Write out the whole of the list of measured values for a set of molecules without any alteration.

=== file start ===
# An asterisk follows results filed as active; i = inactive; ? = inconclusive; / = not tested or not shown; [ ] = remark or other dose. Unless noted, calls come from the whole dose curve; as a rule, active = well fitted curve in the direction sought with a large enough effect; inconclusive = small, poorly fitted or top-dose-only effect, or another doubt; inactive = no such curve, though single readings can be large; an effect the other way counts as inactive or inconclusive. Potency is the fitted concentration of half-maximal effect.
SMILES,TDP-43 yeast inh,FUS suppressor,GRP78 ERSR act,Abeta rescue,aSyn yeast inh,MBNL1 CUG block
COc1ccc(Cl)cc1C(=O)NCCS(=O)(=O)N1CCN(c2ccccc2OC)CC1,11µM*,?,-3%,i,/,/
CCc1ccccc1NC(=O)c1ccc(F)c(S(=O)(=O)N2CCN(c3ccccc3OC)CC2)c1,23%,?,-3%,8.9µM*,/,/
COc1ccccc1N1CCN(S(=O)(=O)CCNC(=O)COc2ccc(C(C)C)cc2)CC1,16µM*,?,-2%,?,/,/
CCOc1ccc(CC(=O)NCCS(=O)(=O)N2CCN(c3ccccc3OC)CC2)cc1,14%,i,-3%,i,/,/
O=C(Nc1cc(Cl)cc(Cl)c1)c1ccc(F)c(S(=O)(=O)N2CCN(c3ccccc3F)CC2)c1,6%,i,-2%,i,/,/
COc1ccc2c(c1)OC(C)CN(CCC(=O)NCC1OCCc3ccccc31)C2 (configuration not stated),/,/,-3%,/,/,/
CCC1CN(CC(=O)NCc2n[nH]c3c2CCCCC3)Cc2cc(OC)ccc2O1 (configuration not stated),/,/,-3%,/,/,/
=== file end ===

# An asterisk follows results filed as active; i = inactive; ? = inconclusive; / = not tested or not shown; [ ] = remark or other dose. Unless noted, calls come from the whole dose curve; as a rule, active = well fitted curve in the direction sought with a large enough effect; inconclusive = small, poorly fitted or top-dose-only effect, or another doubt; inactive = no such curve, though single readings can be large; an effect the other way counts as inactive or inconclusive. Potency is the fitted concentration of half-maximal effect.
SMILES,TDP-43 yeast inh,FUS suppressor,GRP78 ERSR act,Abeta rescue,aSyn yeast inh,MBNL1 CUG block
COc1ccc(Cl)cc1C(=O)NCCS(=O)(=O)N1CCN(c2ccccc2OC)CC1,11µM*,?,-3%,i,/,/
CCc1ccccc1NC(=O)c1ccc(F)c(S(=O)(=O)N2CCN(c3ccccc3OC)CC2)c1,23%,?,-3%,8.9µM*,/,/
COc1ccccc1N1CCN(S(=O)(=O)CCNC(=O)COc2ccc(C(C)C)cc2)CC1,16µM*,?,-2%,?,/,/
CCOc1ccc(CC(=O)NCCS(=O)(=O)N2CCN(c3ccccc3OC)CC2)cc1,14%,i,-3%,i,/,/
O=C(Nc1cc(Cl)cc(Cl)c1)c1ccc(F)c(S(=O)(=O)N2CCN(c3ccccc3F)CC2)c1,6%,i,-2%,i,/,/
COc1ccc2c(c1)OC(C)CN(CCC(=O)NCC1OCCc3ccccc31)C2 (configuration not stated),/,/,-3%,/,/,/
CCC1CN(CC(=O)NCc2n[nH]c3c2CCCCC3)Cc2cc(OC)ccc2O1 (configuration not stated),/,/,-3%,/,/,/